In November 1817, the portraitist and museum proprietor Charles Willson Peale urged his wayward son Raphaelle to “act the man.” Raphaelle was a perpetual disappointment to his father; prone to wandering, illness, and mischief, and embracing the lowly genre of still-life painting over the public work of portraiture, Raphaelle failed Peale’s expectations as a husband, father, son, and artist. Peale wanted his eldest child to be more like him—or at least, as his advice suggests, to act that way. Peale always chose his words carefully. In this instance he betrayed something about the way he led his own life: as a sequence of highly self-conscious performances, a never-ending process of self-invention. Peale’s own lifelong effort to “act the man” is the subject of David Ward’s compelling new book.
It has become increasingly difficult to say something new about Charles Willson Peale. Like other public figures of the founding era, Peale—together with his famous Philadelphia Museum—has been the subject of numerous books, essays, exhibitions, and dissertations. Microfiche and print editions of Peale’s archive have helped make much of this scholarship possible: the Smithsonian’s Peale Family Papers, where Ward serves as historian and deputy editor, has to date released five volumes of Peale’s letters, journal entries, broadsides, pamphlets, and autobiographical manuscripts.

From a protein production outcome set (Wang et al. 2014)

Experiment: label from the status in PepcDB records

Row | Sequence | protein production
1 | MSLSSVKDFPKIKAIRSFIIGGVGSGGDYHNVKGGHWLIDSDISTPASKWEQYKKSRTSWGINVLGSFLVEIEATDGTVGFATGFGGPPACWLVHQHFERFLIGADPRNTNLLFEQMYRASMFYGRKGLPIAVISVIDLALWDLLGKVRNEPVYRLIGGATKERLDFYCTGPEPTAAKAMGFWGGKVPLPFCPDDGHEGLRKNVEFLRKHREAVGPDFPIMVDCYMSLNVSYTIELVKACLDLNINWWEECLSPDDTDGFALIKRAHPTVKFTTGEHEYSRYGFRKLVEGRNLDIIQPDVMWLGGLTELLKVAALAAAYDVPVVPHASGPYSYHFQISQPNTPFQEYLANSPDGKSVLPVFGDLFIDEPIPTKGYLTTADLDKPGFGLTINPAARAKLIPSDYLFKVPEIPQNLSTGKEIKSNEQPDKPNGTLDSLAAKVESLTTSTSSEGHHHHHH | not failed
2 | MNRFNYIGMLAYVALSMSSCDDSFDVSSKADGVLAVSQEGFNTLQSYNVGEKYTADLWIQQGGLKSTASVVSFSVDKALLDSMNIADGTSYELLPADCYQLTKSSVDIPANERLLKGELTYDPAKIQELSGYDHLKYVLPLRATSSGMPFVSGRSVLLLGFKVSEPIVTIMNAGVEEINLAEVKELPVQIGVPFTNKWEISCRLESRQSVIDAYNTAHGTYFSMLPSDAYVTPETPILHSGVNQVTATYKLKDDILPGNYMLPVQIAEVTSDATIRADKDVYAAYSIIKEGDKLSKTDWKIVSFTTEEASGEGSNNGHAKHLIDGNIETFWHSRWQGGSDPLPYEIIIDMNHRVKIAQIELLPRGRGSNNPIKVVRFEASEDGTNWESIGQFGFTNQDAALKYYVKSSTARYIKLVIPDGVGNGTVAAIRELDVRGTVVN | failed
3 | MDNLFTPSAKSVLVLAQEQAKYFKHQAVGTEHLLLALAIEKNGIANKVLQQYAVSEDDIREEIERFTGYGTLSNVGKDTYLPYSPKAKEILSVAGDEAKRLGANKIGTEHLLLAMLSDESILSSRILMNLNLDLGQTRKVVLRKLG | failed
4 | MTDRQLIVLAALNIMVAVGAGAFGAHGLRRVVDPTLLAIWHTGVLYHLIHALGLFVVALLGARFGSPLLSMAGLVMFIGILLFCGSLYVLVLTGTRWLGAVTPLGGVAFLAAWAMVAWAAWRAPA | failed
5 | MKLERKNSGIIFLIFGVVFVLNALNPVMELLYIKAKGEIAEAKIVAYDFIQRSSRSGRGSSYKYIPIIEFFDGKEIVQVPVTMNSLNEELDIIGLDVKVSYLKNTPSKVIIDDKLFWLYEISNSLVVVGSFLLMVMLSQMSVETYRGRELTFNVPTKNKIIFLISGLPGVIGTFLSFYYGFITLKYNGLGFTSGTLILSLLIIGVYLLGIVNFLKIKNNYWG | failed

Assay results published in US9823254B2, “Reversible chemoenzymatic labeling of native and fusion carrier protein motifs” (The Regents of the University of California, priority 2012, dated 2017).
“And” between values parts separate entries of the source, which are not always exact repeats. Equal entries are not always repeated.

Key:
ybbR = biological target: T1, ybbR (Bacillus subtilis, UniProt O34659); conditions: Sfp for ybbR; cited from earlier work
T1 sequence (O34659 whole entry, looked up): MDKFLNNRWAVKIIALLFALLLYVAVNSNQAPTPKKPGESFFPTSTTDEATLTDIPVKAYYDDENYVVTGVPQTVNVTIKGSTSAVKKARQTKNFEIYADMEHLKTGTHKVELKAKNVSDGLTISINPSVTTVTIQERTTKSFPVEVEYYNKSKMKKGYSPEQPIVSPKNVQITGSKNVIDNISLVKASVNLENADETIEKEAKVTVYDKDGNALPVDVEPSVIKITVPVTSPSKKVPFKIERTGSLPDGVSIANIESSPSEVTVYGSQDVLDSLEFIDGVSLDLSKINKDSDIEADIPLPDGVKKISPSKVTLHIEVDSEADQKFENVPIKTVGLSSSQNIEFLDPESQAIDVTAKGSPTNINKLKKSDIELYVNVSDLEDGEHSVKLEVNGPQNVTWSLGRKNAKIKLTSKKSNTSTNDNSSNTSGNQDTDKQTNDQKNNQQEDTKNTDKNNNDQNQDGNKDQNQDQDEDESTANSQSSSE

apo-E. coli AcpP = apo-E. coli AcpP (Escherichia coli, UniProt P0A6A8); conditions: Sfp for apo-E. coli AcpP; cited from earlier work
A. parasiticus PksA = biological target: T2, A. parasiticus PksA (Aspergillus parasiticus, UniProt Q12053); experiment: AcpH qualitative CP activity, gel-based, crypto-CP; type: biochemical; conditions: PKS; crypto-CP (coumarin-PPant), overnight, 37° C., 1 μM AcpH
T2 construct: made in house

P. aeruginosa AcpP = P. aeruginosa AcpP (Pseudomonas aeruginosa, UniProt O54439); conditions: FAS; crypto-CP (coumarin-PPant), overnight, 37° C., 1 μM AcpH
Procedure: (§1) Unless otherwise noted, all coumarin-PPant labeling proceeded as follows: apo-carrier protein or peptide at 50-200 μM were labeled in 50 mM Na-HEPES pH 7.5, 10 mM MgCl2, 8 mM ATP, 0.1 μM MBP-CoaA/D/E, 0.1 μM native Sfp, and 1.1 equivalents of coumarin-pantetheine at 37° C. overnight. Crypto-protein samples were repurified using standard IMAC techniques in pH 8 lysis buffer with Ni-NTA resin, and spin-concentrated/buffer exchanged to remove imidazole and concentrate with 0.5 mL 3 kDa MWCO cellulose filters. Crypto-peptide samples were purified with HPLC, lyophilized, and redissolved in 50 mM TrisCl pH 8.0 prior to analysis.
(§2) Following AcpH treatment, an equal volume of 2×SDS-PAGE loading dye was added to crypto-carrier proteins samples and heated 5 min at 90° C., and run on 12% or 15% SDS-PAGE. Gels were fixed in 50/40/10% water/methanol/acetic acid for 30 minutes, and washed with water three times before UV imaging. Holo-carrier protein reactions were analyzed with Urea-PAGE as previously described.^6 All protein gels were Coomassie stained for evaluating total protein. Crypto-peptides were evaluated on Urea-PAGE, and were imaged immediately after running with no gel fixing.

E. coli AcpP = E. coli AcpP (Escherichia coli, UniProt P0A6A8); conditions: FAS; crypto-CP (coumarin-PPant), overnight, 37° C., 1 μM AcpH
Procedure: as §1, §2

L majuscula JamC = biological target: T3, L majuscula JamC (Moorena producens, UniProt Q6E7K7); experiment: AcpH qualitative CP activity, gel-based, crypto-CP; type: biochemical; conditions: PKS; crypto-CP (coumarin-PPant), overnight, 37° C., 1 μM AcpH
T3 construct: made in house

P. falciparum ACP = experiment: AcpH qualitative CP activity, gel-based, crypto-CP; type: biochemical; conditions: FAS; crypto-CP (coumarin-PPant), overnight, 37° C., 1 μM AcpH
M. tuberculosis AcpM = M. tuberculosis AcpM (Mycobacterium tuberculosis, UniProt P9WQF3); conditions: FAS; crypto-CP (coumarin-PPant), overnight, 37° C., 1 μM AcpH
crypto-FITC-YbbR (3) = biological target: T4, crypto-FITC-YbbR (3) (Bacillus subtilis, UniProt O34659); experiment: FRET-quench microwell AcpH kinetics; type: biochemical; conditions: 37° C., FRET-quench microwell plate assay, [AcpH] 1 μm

Ward, who has previously written several articles on Peale, here intends to offer a “biographical interpretation of his life and art” as opposed to an “empirically all-encompassing biography” (xxii). One may ask, what’s the difference? Aren’t all biographies interpretive and inevitably partial, the result of authors’ decisions of what to include and omit, emphasize or gloss? Where Ward departs from an “all-encompassing” model (presumably meaning a fact-driven, great-moments approach) is in refusing to take Peale at his word. Instead, he evaluates Peale’s writings and pictures against the often contradictory record of Peale’s actions, and, in the gaps that emerge, he locates Peale’s efforts to construct a persona. Personas, actually: Peale famously made and remade himself as a painter, soldier, politician, naturalist, educator, father, husband, and, in establishing a museum, cultural arbiter. Throughout, Ward argues, Peale struggled to reconcile “opposing impulses of appetite and restraint” (xxiii), or, as Freud would have it, the id and the ego. Although Ward does not subject Peale to Freudian psychoanalysis, Freudian theory does seem to inform the attention he devotes to identifying and understanding Peale’s drives, desires, perceptions of lack, and self-imaginings. At the same time, Ward fully considers how Peale was shaped by his external worlds, including the class system of Chesapeake planters, social hierarchies of “artist” and “artisan,” Enlightenment notions of family, and the political radicalism of republican ideology.